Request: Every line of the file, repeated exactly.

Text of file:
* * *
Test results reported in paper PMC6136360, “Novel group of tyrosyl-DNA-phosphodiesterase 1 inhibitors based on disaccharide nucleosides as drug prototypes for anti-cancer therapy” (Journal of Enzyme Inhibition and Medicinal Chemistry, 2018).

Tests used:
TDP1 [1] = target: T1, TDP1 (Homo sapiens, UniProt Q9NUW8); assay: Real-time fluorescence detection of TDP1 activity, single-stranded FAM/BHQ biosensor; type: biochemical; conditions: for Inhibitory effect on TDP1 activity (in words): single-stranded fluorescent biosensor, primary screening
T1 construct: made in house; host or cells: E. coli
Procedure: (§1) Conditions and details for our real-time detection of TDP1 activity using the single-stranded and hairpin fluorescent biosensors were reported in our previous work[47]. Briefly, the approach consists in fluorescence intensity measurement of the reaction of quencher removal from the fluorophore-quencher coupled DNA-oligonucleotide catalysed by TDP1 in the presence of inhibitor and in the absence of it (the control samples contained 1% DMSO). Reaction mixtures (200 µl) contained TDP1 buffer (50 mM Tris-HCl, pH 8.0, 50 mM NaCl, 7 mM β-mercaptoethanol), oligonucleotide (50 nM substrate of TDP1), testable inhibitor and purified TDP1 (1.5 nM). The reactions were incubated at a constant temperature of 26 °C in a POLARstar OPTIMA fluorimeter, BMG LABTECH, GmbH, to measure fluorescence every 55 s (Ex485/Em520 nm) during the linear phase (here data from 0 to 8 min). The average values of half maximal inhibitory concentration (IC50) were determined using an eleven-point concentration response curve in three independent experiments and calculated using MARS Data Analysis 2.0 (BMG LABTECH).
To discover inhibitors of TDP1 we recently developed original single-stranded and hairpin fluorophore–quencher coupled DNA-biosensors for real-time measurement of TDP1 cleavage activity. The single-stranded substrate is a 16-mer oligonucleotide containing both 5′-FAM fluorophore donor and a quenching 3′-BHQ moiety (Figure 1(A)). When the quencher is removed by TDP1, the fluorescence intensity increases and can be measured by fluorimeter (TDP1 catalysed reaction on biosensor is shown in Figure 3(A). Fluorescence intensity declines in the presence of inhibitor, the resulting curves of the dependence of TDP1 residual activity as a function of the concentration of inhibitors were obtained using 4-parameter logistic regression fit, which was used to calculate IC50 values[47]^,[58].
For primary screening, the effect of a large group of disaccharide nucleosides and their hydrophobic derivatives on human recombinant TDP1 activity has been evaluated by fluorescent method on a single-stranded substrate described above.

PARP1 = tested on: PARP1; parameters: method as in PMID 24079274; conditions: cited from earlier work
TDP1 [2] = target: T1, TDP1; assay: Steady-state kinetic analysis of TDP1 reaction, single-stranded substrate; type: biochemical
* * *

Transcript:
Test results reported in paper PMC6136360, “Novel group of tyrosyl-DNA-phosphodiesterase 1 inhibitors based on disaccharide nucleosides as drug prototypes for anti-cancer therapy” (Journal of Enzyme Inhibition and Medicinal Chemistry, 2018).

Tests used:
TDP1 [1] = target: T1, TDP1 (Homo sapiens, UniProt Q9NUW8); assay: Real-time fluorescence detection of TDP1 activity, single-stranded FAM/BHQ biosensor; type: biochemical; conditions: for Inhibitory effect on TDP1 activity (in words): single-stranded fluorescent biosensor, primary screening
T1 construct: made in house; host or cells: E. coli
Procedure: (§1) Conditions and details for our real-time detection of TDP1 activity using the single-stranded and hairpin fluorescent biosensors were reported in our previous work[47]. Briefly, the approach consists in fluorescence intensity measurement of the reaction of quencher removal from the fluorophore-quencher coupled DNA-oligonucleotide catalysed by TDP1 in the presence of inhibitor and in the absence of it (the control samples contained 1% DMSO). Reaction mixtures (200 µl) contained TDP1 buffer (50 mM Tris-HCl, pH 8.0, 50 mM NaCl, 7 mM β-mercaptoethanol), oligonucleotide (50 nM substrate of TDP1), testable inhibitor and purified TDP1 (1.5 nM). The reactions were incubated at a constant temperature of 26 °C in a POLARstar OPTIMA fluorimeter, BMG LABTECH, GmbH, to measure fluorescence every 55 s (Ex485/Em520 nm) during the linear phase (here data from 0 to 8 min). The average values of half maximal inhibitory concentration (IC50) were determined using an eleven-point concentration response curve in three independent experiments and calculated using MARS Data Analysis 2.0 (BMG LABTECH).
To discover inhibitors of TDP1 we recently developed original single-stranded and hairpin fluorophore–quencher coupled DNA-biosensors for real-time measurement of TDP1 cleavage activity. The single-stranded substrate is a 16-mer oligonucleotide containing both 5′-FAM fluorophore donor and a quenching 3′-BHQ moiety (Figure 1(A)). When the quencher is removed by TDP1, the fluorescence intensity increases and can be measured by fluorimeter (TDP1 catalysed reaction on biosensor is shown in Figure 3(A). Fluorescence intensity declines in the presence of inhibitor, the resulting curves of the dependence of TDP1 residual activity as a function of the concentration of inhibitors were obtained using 4-parameter logistic regression fit, which was used to calculate IC50 values[47]^,[58].
For primary screening, the effect of a large group of disaccharide nucleosides and their hydrophobic derivatives on human recombinant TDP1 activity has been evaluated by fluorescent method on a single-stranded substrate described above.

PARP1 = tested on: PARP1; parameters: method as in PMID 24079274; conditions: cited from earlier work
TDP1 [2] = target: T1, TDP1; assay: Steady-state kinetic analysis of TDP1 reaction, single-stranded substrate; type: biochemical